Getting Started with Algebraic Modeling Languages
Algebraic modeling languages like JuMP, gurobipy, Pyomo, CVXPY, and PuLP (among others) are widely used for implementing mathematical models. For newcomers, the wide array of available tools may lead to several questions. Which language is best? How do the languages differ? What are their limitations? In this article, I demonstrate the similarity of several modeling languages by presenting example implementations of the MaxFlow problem. The point of this is to show that there is no need to fret – any tool will suffice for getting started with basic modeling. At the end of the article, I distill my experience with modeling languages into a set of bulleted tips for getting started with small projects and and expanding your repertoire to work on larger, more complex projects.
In this post, we leverage the MaxFlow optimization model as an example. For more details about this model, you may refer to my previous posts on the strong primaldual relationship between MaxFlow and MinCut: formulations and implementations. In the former post, we motivate the following linear programming formulation:
Julia
Independent of the modeling tool, the sets and parameters of the MaxFlow problem may be extracted from a mapping of each edge $(i, j)$ to flow capacity $c_{ij}$ using standard Julia programming tools. Below, we show how this may be accomplished by reading that data from a CSV file.


JuMP
With the sets and parameters already deifned, implementing this problem in JuMP requires only a
few more lines of code. Much of the JuMP interface is based on macro invocations
(e.g., @JuMP.variable
). The purpose of macros is to manipulate existing code or generate new
code, a form of metaprogramming.


In the code snippets above, I include comments to indicate where exactly the sets, parameters, variables, constraints, and objective function are defined. As we see in the forthcoming sections, models are all generally implemented in this order regardless of the modeling language. Intuitively, this is because the problems are mathematically formulated in this order. For example, it is impossible to define an indexed variable without first defining the indexing set (both in formulation and implementation).
Python
Again, independent of the specific modeling tool used, the parameters may be defined using standard Python programming tools. This code is designed to precede each of the three Pythonbased implementations that follow.


gurobipy
A standard way to implement math programming models in gurobipy is via generator expressions. Below, I use this technique to define the flow balance and flow limit constraints. Also, note that gurobipy’s default behavior when declaring variables is to restrict them to the nonnegative reals. In all of the other example implementations, we must explicitly declare that the flow variables are nonnegative.


Pyomo
I leverage Pyomo’s decorator syntax to define the constraints and objective as Python functions.


CVXPY
CVXPY is a Pythonbased modeling language specifically for formulating convex optimization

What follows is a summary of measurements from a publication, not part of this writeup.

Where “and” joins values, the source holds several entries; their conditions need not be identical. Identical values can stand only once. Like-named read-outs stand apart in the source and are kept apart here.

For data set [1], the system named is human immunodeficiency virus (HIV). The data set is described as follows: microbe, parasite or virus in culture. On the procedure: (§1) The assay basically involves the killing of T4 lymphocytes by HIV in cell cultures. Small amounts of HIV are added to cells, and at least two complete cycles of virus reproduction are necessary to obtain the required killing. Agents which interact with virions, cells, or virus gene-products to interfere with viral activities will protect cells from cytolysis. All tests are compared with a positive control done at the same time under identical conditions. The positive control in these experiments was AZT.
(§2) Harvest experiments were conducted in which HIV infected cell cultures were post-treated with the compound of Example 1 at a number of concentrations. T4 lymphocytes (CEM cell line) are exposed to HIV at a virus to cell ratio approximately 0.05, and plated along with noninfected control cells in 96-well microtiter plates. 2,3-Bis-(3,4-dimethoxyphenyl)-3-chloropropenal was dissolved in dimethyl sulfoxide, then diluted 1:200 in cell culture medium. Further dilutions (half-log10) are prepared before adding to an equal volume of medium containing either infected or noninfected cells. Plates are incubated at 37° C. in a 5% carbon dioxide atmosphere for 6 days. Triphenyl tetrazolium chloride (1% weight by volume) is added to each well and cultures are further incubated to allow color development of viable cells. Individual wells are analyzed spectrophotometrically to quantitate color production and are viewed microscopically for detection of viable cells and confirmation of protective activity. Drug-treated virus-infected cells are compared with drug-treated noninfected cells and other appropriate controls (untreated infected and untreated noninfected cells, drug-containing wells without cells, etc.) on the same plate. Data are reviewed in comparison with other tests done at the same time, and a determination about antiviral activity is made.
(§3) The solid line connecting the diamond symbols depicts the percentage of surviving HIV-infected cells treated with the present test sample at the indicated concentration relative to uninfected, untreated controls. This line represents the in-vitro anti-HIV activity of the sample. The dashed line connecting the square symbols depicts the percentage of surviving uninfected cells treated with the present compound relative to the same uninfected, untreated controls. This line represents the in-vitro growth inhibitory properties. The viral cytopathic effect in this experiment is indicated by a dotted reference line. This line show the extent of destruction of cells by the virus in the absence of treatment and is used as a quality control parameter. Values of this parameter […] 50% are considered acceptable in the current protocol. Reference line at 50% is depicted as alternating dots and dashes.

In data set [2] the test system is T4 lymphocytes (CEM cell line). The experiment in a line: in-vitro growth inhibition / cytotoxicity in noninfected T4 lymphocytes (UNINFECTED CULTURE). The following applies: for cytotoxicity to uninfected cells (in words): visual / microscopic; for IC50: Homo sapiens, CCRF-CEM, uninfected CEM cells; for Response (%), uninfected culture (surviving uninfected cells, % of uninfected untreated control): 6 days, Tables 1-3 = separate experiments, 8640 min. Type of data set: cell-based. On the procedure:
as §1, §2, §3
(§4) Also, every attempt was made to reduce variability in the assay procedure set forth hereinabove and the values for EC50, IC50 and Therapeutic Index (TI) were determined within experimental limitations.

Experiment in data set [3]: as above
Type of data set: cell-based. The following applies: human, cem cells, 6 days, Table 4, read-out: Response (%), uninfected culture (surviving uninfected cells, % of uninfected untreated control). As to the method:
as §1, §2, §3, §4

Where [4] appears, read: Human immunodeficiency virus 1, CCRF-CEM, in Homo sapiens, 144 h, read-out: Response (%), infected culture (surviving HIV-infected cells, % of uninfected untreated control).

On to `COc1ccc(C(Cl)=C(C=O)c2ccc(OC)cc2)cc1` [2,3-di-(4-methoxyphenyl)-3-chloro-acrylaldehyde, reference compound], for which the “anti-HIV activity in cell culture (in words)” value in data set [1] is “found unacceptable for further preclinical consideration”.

problems that supports numpy
like syntaxes. Of course, linear programming models are convex,
so CVXPY will work for this application. Compared to the other modeling langauges featured in
this post, CVXPY differs in that it uses 0based indexing exclusively to index variables. We
circumvent this limitation by defining E_hat_map
, a dictionary that maps each edge
$(i, j)$ to an integer index. Another minor difference is that CVXPY model instantiation
occurs after the variables, constraints, and objective are defined.


PuLP
The PuLP implementation is similar in nature to that for gurobipy. The main difference is that
the constraints and objective here are added to the model using the addition assignment operator.
Under the hood, however, the operator invokes the maxflow.__iadd__
magic method, which is
not altogether that different from gurobipy’s maxflow.addConstrs
or maxflow.setObjective
method invocation.


Lessons
Of course, math programming models may be implemented in many other ways using these tools. I chose to present these specific implementations because they are similar in syntax and in style. For small projects, virtually any modeling language will suffice. For tackling larger projects or learning new tools, may advice is as follows.
 For getting acquainted with math modeling implementations, start with a small project and commit to a single modeling tool. Pick a tool that is compatible with a programming language you feel comfortable using. If you are indecisive, roll a die.
 Every modeling language ships with examples that showcase its capabilities. Treat those examples as selfguided tutorials. Experiment, tinker, and seek help as needed. In my experience, math modelers are quite friendly!
 Much of what allows one to be proficient at using a modeling language is first becoming proficient at one of its supported programming languages (e.g., Julia or Python). In my humble opinion, understanding how to massage data into an appropriate format is an undervalued skill, but one that is tremendously useful for efficiently preprocessing and postprocessing model data. Alternate between developing your modeling language and programming language proficiencies.
 If in the future you find yourself working on a project that demands a feature that is not supported by the modeling tool(s) you know, switch to a modeling tool that possesses that feature. In all likelihood, more than 90% of your alreadydeveloped skills are readily transferrable, so you should be able to ramp quickly.
 Repeat (2), (3), and (4) as necessary.
Let me know if these tips work for you or if you used another approach in the comments. Best wishes to you on your learning and, as always, happy modeling! 🙂
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